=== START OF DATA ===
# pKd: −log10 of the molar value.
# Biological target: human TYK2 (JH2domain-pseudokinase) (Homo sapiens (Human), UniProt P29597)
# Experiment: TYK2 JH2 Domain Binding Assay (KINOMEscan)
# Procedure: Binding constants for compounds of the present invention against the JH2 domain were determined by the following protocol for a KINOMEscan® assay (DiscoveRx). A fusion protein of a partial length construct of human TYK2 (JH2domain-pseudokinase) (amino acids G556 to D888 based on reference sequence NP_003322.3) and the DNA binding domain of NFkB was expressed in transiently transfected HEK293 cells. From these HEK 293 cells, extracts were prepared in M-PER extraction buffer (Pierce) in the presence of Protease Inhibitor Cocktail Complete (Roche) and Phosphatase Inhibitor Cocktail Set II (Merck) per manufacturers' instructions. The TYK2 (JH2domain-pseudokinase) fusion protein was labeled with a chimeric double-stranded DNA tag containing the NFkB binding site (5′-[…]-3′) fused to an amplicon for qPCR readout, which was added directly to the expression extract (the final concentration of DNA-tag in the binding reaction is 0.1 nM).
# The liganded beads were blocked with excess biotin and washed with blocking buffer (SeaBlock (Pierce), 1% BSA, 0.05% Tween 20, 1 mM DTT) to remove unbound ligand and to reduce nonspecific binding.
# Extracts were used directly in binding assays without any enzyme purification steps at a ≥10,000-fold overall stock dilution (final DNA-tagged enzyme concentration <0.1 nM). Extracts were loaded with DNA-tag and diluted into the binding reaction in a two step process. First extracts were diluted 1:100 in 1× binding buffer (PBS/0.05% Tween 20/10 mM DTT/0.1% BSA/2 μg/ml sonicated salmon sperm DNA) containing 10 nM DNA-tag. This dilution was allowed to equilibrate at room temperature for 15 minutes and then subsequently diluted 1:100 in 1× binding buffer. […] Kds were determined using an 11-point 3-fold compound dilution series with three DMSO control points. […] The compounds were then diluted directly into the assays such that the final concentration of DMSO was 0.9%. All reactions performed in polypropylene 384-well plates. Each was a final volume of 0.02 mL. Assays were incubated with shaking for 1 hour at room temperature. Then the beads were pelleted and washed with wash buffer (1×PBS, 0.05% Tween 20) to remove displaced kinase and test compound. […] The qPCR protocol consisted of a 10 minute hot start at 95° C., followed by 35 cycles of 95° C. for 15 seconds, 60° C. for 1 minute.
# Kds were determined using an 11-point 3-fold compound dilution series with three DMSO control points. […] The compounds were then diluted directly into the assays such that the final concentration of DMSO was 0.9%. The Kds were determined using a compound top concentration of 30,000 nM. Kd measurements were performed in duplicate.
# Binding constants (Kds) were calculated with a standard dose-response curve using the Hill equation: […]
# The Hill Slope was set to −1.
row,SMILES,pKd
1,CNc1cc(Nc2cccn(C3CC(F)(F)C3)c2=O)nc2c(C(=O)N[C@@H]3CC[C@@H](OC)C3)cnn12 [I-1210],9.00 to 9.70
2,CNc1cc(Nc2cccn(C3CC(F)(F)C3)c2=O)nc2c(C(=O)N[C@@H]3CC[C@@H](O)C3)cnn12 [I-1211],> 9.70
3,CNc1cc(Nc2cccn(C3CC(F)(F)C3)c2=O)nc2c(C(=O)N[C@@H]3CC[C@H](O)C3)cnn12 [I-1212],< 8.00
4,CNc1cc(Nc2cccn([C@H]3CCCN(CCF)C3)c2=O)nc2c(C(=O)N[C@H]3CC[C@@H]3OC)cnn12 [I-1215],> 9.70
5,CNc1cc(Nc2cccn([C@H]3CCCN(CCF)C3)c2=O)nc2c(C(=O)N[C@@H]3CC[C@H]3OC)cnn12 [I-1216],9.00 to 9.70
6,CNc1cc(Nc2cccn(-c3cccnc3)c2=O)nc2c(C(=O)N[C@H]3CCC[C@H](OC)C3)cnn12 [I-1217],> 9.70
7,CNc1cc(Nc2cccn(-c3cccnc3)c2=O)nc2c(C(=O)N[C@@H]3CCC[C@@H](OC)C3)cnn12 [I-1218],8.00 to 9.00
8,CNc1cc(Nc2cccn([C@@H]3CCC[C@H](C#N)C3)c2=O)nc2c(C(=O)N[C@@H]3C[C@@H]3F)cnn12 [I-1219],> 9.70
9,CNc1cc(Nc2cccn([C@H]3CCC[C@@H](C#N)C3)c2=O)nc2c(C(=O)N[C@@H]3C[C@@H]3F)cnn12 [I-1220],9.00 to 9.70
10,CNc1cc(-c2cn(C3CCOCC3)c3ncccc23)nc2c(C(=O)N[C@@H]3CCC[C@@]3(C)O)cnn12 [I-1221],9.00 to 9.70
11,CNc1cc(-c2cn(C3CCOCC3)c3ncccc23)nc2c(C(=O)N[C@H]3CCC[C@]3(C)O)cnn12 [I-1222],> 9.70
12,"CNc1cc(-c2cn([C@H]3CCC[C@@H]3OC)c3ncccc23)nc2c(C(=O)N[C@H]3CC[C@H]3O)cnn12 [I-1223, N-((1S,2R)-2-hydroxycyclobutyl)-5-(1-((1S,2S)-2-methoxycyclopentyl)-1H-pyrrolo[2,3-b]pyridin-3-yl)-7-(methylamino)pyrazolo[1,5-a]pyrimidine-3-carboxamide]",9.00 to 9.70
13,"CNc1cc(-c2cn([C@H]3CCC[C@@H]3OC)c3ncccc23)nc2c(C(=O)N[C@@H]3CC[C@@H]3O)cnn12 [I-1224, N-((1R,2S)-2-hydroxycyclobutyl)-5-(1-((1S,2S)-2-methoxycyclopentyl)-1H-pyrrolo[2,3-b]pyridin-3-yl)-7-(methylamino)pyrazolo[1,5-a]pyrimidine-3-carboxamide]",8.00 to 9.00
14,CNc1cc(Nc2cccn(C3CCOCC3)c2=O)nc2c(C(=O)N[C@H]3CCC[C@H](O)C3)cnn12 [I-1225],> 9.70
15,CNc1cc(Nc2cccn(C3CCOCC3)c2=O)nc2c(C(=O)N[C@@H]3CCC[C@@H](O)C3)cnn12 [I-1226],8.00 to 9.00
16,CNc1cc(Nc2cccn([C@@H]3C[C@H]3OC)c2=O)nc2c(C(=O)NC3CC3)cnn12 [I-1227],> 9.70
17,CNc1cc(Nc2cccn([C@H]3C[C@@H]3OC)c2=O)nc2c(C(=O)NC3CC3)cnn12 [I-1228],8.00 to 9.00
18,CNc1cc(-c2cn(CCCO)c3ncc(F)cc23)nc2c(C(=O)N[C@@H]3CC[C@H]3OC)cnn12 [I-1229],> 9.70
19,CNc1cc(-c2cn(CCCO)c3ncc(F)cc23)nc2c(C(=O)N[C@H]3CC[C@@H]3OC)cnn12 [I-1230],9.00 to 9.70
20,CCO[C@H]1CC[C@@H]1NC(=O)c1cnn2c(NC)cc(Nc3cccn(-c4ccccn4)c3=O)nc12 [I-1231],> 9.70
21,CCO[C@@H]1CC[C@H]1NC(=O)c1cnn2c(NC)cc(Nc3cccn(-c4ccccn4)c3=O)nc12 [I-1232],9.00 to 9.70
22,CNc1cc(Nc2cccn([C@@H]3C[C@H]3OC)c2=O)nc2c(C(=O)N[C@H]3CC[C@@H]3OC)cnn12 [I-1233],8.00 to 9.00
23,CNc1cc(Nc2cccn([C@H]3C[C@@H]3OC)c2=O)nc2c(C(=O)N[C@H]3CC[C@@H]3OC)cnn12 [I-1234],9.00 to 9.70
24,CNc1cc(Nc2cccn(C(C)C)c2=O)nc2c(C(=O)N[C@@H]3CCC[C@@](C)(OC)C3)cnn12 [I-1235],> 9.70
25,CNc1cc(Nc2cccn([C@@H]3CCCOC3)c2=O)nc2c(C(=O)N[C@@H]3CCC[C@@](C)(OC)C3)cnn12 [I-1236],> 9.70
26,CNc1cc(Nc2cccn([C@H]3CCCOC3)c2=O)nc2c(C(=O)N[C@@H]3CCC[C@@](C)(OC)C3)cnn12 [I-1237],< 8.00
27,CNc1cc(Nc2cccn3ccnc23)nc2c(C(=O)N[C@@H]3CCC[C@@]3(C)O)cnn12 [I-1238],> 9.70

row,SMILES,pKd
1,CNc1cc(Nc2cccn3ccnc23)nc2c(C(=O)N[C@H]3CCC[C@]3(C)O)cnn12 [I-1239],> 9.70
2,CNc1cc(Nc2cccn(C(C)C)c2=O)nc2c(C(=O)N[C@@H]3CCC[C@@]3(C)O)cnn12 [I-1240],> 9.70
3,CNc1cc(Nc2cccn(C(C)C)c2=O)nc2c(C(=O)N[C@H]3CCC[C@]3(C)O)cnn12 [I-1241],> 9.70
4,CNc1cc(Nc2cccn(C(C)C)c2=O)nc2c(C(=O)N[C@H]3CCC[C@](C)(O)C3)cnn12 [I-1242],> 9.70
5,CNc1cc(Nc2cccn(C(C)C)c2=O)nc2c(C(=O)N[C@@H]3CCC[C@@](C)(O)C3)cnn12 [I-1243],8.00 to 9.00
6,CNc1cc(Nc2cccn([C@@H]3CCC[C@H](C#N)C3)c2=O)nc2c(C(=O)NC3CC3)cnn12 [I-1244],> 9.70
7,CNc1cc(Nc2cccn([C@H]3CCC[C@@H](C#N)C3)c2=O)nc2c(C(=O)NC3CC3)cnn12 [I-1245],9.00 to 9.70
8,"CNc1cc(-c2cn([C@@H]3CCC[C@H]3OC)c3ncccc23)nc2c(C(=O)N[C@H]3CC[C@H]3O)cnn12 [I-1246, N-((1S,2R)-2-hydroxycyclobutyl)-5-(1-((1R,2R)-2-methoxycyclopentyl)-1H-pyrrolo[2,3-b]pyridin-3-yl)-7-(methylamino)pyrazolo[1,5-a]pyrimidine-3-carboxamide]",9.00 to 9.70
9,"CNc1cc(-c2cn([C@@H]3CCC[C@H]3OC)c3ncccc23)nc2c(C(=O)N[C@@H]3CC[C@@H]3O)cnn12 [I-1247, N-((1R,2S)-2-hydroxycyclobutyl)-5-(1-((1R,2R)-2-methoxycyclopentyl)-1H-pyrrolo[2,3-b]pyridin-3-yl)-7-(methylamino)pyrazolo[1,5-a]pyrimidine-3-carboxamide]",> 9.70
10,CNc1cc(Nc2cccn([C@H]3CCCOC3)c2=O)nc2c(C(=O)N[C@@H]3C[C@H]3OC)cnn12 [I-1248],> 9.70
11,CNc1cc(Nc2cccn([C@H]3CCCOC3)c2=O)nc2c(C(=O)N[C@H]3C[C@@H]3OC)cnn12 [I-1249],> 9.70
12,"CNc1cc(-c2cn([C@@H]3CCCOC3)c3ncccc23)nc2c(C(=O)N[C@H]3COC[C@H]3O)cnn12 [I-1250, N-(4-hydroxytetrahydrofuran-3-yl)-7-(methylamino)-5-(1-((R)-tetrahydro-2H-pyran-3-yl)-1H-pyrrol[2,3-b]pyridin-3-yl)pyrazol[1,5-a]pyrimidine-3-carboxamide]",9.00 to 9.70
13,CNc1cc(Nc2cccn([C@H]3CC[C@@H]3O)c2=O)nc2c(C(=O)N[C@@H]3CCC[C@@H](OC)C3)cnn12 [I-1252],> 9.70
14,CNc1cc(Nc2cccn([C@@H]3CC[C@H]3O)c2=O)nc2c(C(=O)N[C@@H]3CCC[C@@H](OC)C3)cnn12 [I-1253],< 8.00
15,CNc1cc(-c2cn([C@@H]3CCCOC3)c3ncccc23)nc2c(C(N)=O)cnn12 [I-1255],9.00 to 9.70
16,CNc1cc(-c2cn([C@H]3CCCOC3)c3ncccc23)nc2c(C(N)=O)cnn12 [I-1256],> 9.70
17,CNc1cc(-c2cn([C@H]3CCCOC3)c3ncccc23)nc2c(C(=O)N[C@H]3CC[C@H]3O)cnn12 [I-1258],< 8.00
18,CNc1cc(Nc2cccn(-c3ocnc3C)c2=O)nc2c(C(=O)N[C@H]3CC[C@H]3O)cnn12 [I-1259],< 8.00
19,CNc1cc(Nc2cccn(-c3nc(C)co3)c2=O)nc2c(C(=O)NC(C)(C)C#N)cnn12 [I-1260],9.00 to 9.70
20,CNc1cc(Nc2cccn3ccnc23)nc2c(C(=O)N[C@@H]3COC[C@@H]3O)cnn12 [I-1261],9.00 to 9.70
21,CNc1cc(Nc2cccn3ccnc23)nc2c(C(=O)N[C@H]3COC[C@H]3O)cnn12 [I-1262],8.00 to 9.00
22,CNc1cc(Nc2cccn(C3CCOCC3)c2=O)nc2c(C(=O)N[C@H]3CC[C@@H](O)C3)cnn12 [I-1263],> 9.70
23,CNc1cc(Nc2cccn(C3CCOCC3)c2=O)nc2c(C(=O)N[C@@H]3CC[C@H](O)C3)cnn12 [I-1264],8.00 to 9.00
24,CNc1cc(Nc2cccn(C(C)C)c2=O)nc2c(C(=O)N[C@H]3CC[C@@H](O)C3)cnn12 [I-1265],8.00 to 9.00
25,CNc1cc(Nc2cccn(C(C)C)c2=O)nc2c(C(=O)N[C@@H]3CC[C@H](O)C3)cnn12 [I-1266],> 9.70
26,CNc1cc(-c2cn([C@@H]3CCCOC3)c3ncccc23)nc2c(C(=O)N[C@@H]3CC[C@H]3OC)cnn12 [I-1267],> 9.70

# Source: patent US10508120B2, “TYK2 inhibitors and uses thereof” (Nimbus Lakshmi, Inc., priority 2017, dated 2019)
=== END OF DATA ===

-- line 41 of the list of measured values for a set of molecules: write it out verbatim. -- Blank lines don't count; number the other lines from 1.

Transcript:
3,CNc1cc(Nc2cccn(C(C)C)c2=O)nc2c(C(=O)N[C@H]3CCC[C@]3(C)O)cnn12 [I-1241],> 9.70